Redknapp: Lifting Bale curse against Burnley was vital

TOTTENHAM'S stunning season may have ended on a disappointing note on Sunday but, on an individual level, there were two fitting finales. Luka Modric capped a fine campaign with a rare goal, having played a central role (literally)...

By Ben Pearce

TOTTENHAM'S stunning season may have ended on a disappointing note on Sunday but, on an individual level, there were two fitting finales.

Luka Modric capped a fine campaign with a rare goal, having played a central role (literally) in the recent victories over Arsenal, Chelsea, Bolton and Manchester City - effectively sealing Spurs' place in the top four.

It was the Croatian's third strike in 32 appearances this season, after Gareth Bale had opened the scoring with his third goal of the campaign.

More to the point, however, is the fact that Bale's third-minute strike was also his third in six matches, following crucial goals against both Arsenal and Chelsea - both of which turned out to be the winner.

It was certainly appropriate that Bale should end his season with another goal, because the 20-year-old has been one of the great stories of the campaign.

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In fact, he has been one of the telling tales of Tottenham's revival over the last 18 months and, in many ways, he is a walking metaphor for Spurs' transformation under Harry Redknapp.

When Redknapp arrived at White Hart Lane, Bale screamed unfulfilled potential, showing tantalising glimpses of promise on the attack but too often proving to be soft on the back foot. In fact, he was an expensive national joke.

Now he is the complete player, combining flair and pace on the front foot with a powerful, muscular resilience without the ball. Just like Tottenham as a whole.

The key ingredient has been confidence, for Bale and his team-mates alike, and Redknapp can put his finger on the day when the young Welsh international turned the corner and took his first step towards an astonishing turnaround - Saturday September 26 and a 5-0 home win over Burnley.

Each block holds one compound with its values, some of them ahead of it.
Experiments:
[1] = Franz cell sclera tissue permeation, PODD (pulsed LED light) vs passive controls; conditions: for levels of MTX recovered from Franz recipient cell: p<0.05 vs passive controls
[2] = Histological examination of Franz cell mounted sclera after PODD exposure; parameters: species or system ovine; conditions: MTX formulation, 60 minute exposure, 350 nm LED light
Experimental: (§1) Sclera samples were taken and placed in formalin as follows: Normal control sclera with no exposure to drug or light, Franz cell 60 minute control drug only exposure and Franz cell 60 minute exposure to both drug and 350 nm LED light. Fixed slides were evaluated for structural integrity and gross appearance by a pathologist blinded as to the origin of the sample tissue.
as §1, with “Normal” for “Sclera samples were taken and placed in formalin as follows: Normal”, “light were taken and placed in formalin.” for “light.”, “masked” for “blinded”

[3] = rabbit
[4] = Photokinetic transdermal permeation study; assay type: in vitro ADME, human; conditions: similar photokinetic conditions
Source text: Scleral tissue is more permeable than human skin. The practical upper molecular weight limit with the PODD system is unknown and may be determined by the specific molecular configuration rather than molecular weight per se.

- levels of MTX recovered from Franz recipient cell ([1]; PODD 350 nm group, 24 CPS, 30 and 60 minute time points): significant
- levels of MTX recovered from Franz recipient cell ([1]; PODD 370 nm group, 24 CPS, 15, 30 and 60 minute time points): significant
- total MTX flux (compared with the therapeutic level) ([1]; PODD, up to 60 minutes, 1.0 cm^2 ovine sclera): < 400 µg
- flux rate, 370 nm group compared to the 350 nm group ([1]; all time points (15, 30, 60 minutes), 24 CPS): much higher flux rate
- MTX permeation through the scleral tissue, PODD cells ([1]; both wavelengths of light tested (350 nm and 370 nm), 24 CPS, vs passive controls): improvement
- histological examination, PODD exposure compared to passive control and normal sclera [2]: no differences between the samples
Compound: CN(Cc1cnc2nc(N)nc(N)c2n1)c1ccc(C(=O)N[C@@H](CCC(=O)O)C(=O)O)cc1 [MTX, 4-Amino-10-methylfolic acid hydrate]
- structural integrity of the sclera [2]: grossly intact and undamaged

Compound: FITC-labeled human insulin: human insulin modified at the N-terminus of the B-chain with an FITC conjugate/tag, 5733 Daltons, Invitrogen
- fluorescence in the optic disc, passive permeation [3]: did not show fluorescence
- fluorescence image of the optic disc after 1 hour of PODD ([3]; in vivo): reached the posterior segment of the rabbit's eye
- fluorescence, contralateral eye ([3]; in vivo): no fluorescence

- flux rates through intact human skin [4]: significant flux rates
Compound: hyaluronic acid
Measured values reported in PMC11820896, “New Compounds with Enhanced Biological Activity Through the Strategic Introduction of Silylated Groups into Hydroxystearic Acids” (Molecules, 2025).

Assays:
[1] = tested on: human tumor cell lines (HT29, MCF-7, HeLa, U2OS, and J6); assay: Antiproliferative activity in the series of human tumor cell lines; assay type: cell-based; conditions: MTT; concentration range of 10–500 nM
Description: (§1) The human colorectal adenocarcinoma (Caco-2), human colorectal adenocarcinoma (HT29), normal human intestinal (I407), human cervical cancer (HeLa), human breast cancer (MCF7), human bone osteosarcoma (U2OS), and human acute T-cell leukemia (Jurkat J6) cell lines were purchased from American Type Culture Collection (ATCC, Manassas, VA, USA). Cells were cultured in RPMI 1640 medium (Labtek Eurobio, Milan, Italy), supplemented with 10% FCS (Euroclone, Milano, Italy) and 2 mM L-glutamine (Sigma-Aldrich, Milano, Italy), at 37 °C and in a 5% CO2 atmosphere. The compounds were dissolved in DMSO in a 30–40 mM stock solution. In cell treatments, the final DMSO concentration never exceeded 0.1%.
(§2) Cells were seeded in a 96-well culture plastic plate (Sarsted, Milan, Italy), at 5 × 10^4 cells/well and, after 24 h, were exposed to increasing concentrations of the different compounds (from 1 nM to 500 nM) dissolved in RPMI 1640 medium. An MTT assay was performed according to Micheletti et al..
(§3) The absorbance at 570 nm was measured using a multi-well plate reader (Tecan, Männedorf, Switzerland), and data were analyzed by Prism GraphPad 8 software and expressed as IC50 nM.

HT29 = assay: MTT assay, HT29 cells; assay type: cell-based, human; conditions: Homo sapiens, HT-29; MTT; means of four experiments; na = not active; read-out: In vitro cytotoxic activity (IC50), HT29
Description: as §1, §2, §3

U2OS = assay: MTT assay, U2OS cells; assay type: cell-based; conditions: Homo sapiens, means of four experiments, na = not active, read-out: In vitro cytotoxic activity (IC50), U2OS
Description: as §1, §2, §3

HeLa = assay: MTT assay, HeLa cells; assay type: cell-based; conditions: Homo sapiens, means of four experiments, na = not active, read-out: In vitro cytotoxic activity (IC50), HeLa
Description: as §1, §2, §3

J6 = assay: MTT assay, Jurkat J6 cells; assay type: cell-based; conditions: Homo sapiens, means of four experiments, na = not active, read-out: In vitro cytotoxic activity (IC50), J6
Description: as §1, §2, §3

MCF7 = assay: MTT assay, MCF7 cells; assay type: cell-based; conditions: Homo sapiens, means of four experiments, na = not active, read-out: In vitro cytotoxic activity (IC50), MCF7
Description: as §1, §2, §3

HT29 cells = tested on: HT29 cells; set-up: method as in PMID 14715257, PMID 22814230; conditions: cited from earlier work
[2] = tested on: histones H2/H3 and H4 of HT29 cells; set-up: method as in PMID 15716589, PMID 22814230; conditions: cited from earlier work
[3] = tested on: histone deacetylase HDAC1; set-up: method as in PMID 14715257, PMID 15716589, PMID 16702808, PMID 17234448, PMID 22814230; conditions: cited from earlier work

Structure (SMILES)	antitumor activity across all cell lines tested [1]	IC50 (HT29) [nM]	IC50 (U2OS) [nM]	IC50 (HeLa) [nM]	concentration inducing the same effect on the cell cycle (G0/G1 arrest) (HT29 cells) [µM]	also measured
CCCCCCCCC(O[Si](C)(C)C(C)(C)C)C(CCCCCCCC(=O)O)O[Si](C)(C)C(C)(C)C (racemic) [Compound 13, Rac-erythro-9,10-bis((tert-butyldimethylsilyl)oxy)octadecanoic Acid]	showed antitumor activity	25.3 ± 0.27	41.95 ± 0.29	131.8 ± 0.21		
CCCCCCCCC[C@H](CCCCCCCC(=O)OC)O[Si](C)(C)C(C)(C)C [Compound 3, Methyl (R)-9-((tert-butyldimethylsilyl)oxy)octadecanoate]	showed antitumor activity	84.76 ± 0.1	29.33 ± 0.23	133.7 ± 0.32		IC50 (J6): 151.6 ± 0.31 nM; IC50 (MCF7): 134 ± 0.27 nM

Robbie Keane scored four goals, Jermaine Jenas grabbed the other and, incidentally, Bale replaced Aaron Lennon in the 85th minute. It was to be a defining moment.

Bale had previously gone 24 Premier League games without being on the winning side - regardless of whether he had started the game or come off the bench. This time it was different.

After the game, the Welshman made light of ending his 'curse', insisting that it was 'just one of those freak things' and that it never bothered him.

According to Redknapp, that was far from the reality. In fact, the Spurs boss believes that Bale's hoodoo affected the entire team, affected his own team selections, and became an issue that he had to resolve at the first opportunity.

"Confidence is key. He had that terrible spell of not being on the winning team for 24 games. Suddenly we got rid of that, we managed to win with him in the team, and his confidence has risen," said the manager last week.

"I think all of our confidence went higher after that because it's not a nice feeling, that every time the lad plays we couldn't win. I think we all started to get a bit edgy about it.

"Was there a time in that period when I thought twice about picking him? Yes, I'd be a liar if I said that it wasn't a consideration.

"There are times when you think about things like that. We're all superstitious, I'm very superstitious anyway - I'll wear the same suit when we're winning and chuck it when we lose, things like that.

"And you think 'this doesn't seem right, it doesn't seem possible for this to happen'. But we got it out of the way and since then he hasn't looked back."

Less than eight months later, Bale has started every one of Tottenham's 26 games in 2010, ever since replacing the injured Benoit Assou-Ekotto at left-back at the turn of the year.

The flying Welshman has arguably been Spurs' best player in the second half of the season, and was rewarded with a new four-year contract last week.

"That's very important," said Redknapp. "He's been fantastic, he's still a young player and I think he's become as good a left-sided player as there is in the Premier League now. He's got everything to keep progressing and becoming a great player."

Redknapp has plenty to ponder this summer as he plots the way ahead for Spurs, but one of his big decisions will be settling on the best way to maximise Bale's impact, particularly after his recent glut of goals from midfield.

"He can play left-back or left side. There's a bit of a debate where his best position is, and everyone's got different opinions," admits Redknapp.

"He can play both positions very well, so it's a nice dilemma for me. I've also got Benoit, who's a top left-back as well, so it's a nice position on the left-hand side to have the two of them."

"If you ask my honest opinion I think Gareth will become a great left-back. I think he's an outstanding left-sided player as well but I think if he's going to be the best he'll be a left-back eventually. That's how I see it.